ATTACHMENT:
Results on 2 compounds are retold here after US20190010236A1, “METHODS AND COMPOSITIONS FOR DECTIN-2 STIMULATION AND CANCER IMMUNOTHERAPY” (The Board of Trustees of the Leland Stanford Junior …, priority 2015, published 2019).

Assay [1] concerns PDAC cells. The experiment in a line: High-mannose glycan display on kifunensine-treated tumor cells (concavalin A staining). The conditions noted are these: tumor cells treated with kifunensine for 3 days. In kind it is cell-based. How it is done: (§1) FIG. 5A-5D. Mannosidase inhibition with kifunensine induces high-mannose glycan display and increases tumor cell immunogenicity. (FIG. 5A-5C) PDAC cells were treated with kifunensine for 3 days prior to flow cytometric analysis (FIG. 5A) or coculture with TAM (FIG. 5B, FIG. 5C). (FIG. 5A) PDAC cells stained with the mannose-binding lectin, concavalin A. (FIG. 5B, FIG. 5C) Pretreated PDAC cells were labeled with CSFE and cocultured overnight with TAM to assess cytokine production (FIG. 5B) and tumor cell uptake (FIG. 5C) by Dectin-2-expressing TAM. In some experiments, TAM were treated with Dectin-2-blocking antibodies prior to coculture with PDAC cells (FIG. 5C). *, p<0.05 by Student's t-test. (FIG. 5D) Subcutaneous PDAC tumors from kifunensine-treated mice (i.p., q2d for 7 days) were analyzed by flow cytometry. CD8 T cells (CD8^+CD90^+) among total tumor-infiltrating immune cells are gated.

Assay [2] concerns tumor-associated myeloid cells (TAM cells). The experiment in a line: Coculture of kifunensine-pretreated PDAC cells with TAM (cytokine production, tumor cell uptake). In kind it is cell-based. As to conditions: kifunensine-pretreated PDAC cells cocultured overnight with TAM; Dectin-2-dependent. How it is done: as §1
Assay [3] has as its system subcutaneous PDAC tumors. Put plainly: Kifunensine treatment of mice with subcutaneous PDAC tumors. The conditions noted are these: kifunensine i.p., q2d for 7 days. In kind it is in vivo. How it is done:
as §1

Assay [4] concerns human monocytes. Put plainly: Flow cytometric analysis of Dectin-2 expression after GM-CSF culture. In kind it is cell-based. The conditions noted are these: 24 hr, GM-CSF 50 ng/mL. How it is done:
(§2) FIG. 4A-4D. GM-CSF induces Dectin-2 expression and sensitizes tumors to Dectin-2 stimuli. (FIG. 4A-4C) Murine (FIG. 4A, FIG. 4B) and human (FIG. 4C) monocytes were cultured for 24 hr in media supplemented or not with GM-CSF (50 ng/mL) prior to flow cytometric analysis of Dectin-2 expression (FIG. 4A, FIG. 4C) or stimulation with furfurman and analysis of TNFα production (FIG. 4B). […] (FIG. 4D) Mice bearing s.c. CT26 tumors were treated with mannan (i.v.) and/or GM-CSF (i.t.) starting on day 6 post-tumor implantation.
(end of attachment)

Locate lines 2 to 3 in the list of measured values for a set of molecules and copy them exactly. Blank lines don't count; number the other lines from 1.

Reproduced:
Assay [1] concerns PDAC cells. The experiment in a line: High-mannose glycan display on kifunensine-treated tumor cells (concavalin A staining). The conditions noted are these: tumor cells treated with kifunensine for 3 days. In kind it is cell-based. How it is done: (§1) FIG. 5A-5D. Mannosidase inhibition with kifunensine induces high-mannose glycan display and increases tumor cell immunogenicity. (FIG. 5A-5C) PDAC cells were treated with kifunensine for 3 days prior to flow cytometric analysis (FIG. 5A) or coculture with TAM (FIG. 5B, FIG. 5C). (FIG. 5A) PDAC cells stained with the mannose-binding lectin, concavalin A. (FIG. 5B, FIG. 5C) Pretreated PDAC cells were labeled with CSFE and cocultured overnight with TAM to assess cytokine production (FIG. 5B) and tumor cell uptake (FIG. 5C) by Dectin-2-expressing TAM. In some experiments, TAM were treated with Dectin-2-blocking antibodies prior to coculture with PDAC cells (FIG. 5C). *, p<0.05 by Student's t-test. (FIG. 5D) Subcutaneous PDAC tumors from kifunensine-treated mice (i.p., q2d for 7 days) were analyzed by flow cytometry. CD8 T cells (CD8^+CD90^+) among total tumor-infiltrating immune cells are gated.

Assay [2] concerns tumor-associated myeloid cells (TAM cells). The experiment in a line: Coculture of kifunensine-pretreated PDAC cells with TAM (cytokine production, tumor cell uptake). In kind it is cell-based. As to conditions: kifunensine-pretreated PDAC cells cocultured overnight with TAM; Dectin-2-dependent. How it is done: as §1